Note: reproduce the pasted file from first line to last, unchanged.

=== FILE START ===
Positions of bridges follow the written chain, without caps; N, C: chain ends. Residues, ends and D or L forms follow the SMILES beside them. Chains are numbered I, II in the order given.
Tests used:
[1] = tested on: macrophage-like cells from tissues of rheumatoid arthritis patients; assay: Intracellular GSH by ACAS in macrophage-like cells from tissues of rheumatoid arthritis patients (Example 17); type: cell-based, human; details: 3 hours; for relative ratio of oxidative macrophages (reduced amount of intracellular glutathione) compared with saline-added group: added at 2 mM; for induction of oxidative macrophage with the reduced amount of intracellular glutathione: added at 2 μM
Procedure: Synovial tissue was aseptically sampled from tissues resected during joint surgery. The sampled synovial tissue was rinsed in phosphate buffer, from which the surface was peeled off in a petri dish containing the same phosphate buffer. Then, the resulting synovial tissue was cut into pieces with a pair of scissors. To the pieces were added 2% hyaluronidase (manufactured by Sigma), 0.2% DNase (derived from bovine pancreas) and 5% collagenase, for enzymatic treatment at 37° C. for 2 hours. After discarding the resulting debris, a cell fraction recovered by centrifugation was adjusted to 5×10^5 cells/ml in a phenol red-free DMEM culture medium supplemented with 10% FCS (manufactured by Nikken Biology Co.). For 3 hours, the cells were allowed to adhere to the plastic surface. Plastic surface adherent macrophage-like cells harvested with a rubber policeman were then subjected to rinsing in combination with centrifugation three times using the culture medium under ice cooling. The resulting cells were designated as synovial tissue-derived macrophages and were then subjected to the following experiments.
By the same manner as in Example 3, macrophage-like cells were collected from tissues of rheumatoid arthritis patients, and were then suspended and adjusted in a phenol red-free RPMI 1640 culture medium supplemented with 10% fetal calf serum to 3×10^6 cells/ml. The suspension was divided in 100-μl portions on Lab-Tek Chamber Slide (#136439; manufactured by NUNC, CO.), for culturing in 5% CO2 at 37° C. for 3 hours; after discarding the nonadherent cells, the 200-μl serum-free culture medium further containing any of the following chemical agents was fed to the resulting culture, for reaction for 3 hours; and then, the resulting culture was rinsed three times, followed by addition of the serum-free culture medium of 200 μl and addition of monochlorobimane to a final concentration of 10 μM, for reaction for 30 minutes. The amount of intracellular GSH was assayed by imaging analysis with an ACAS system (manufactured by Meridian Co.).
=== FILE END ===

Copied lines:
Positions of bridges follow the written chain, without caps; N, C: chain ends. Residues, ends and D or L forms follow the SMILES beside them. Chains are numbered I, II in the order given.
Tests used:
[1] = tested on: macrophage-like cells from tissues of rheumatoid arthritis patients; assay: Intracellular GSH by ACAS in macrophage-like cells from tissues of rheumatoid arthritis patients (Example 17); type: cell-based, human; details: 3 hours; for relative ratio of oxidative macrophages (reduced amount of intracellular glutathione) compared with saline-added group: added at 2 mM; for induction of oxidative macrophage with the reduced amount of intracellular glutathione: added at 2 μM
Procedure: Synovial tissue was aseptically sampled from tissues resected during joint surgery. The sampled synovial tissue was rinsed in phosphate buffer, from which the surface was peeled off in a petri dish containing the same phosphate buffer. Then, the resulting synovial tissue was cut into pieces with a pair of scissors. To the pieces were added 2% hyaluronidase (manufactured by Sigma), 0.2% DNase (derived from bovine pancreas) and 5% collagenase, for enzymatic treatment at 37° C. for 2 hours. After discarding the resulting debris, a cell fraction recovered by centrifugation was adjusted to 5×10^5 cells/ml in a phenol red-free DMEM culture medium supplemented with 10% FCS (manufactured by Nikken Biology Co.). For 3 hours, the cells were allowed to adhere to the plastic surface. Plastic surface adherent macrophage-like cells harvested with a rubber policeman were then subjected to rinsing in combination with centrifugation three times using the culture medium under ice cooling. The resulting cells were designated as synovial tissue-derived macrophages and were then subjected to the following experiments.
By the same manner as in Example 3, macrophage-like cells were collected from tissues of rheumatoid arthritis patients, and were then suspended and adjusted in a phenol red-free RPMI 1640 culture medium supplemented with 10% fetal calf serum to 3×10^6 cells/ml. The suspension was divided in 100-μl portions on Lab-Tek Chamber Slide (#136439; manufactured by NUNC, CO.), for culturing in 5% CO2 at 37° C. for 3 hours; after discarding the nonadherent cells, the 200-μl serum-free culture medium further containing any of the following chemical agents was fed to the resulting culture, for reaction for 3 hours; and then, the resulting culture was rinsed three times, followed by addition of the serum-free culture medium of 200 μl and addition of monochlorobimane to a final concentration of 10 μM, for reaction for 30 minutes. The amount of intracellular GSH was assayed by imaging analysis with an ACAS system (manufactured by Meridian Co.).